Even without substitution, home mixing may not end as a success. I’d rather not remember the time I bought the wrong vermouth for making Vodka Martinis for a Bond film night. The resulting drink has gone down in my friendship group as completely disgusting, and it took me ages to find things where I could use up the vermouth.
Away from home improvisation, working at a pub allows me to indulge in my love of cocktail-making with the full amount of requisite ingredients. Some of them can be buggers to make, though, especially irritating when the bar’s five deep. Here’s a top tip: when a bar is busy, only order an Old Fashioned if you want your bartender, and other customers in the immediate vicinity, to hate you. Why? Because that one takes an awful lot of time-consuming stirring. (Though it is canny lush.)
Aside from the Jaffa Cake, here’s how to make a couple of my favourites:
- Grab a champagne flute.
- One shot of peach schnapps, or Archers.
- Fill up the glass with prosecco. Stick a garnish of peach on, if you’re so inclined.
- Bob’s your bartender.
Key West Cooler – looks impressive, but isn’t that hard. One for when you’re still relatively sober, because it requires a steady hand.
- Pop half shots of Midori, archers (or peach schnapps) and Malibu into a tall glass – I find wine glasses look prettiest.
- Fill with ice. And put straws in now – you’ll regret it if you forget.
- Drizzle orange juice over the ice to about two-thirds up the glass. Pour slowly and carefully (you can even pour the orange over an inverted teaspoon onto the ice for more control), to form an orange layer over the green of the spirits.
- Shake a half shot of vodka and as much cranberry juice as you like over ice. Harder shaking increases the bubbles in the mix, making it float more easily over the orange.
- Strain this over the orange to form a third pinky-red layer.
- Swear because you forgot to put in straws earlier and if you put them in now it mixes the whole thing together.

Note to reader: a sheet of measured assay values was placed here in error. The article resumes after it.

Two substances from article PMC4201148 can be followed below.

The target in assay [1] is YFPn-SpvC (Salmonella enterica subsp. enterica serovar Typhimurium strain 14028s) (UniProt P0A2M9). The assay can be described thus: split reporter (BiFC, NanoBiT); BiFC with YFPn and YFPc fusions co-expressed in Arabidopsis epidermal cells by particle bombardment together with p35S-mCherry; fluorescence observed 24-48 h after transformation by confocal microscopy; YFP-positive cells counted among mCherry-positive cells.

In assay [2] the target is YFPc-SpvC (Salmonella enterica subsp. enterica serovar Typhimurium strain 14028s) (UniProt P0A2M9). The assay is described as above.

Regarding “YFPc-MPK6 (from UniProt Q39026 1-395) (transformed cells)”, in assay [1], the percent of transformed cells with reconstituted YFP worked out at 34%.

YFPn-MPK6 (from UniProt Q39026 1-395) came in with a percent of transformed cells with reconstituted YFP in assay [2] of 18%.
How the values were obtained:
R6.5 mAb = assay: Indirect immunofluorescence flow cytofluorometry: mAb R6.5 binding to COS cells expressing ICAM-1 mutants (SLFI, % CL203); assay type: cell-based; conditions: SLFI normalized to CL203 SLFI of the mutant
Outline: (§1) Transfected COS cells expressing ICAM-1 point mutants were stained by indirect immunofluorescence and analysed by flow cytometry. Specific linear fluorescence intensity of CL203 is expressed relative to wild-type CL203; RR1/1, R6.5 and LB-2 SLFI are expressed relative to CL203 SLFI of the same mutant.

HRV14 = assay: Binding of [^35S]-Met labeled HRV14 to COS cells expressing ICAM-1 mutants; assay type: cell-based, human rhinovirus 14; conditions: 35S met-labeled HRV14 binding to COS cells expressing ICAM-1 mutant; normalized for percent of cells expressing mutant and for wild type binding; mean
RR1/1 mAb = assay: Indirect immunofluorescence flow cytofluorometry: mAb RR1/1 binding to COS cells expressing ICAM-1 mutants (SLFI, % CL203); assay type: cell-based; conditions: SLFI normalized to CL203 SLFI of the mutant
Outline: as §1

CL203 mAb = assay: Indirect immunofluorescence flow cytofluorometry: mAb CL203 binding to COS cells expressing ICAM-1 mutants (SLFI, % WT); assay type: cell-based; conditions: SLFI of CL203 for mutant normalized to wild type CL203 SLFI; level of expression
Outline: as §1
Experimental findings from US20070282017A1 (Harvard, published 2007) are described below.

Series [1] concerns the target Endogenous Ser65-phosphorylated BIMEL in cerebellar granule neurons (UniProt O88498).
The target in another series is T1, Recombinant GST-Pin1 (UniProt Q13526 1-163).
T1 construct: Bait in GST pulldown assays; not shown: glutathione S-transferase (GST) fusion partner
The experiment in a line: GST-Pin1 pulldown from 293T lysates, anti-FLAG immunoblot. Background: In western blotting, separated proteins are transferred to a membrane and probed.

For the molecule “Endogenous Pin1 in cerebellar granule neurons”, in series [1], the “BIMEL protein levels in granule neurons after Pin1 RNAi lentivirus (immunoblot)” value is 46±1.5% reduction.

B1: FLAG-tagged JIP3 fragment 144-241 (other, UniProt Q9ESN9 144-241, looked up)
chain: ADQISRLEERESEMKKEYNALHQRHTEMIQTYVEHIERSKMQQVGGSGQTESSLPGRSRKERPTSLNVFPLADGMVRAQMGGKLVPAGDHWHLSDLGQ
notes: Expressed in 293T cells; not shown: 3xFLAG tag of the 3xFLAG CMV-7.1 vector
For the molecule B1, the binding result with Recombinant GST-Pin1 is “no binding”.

Outside of the bar, my liquor-improvisation continues. That’s the fun of mixology: trying new combinations and seeing what works well, all while getting intoxicated, drinking out of fancy glasses. My latest endeavour was an attempt to emulate the “Downtown Cocktail (Hen Night Special)” a mate of mine drank at Copenhagen youth hostel. According to him, it was a shot of almost everything off the bar, mixed with coke. Accordingly, I gathered all my liquors and created “The Antisocial”, so named by my mam because it made us giggly and push each other off the sofa. It possessed truly singular taste qualities: with each sip, a different liquor dominated, not always pleasantly. It reminded me of the transformative potion in Dr Jekyll and Mr Hyde.
Anyway, as my dad says, you can drink anything with coke.
My adventures in cocktails will continue. I hear more are going to be added to the pub menu, and I’m planning a film night with friends next Friday to use up a bottle of vodka we won in a pub quiz. To help, I’ve bought Tequila Mockingbird, a brilliant book of literary-themed cocktails. The Pitcher of Dorian Grey Goose looks promising, but of course, substitutions in the recipe will need to be made. Starting with the brand of vodka we have…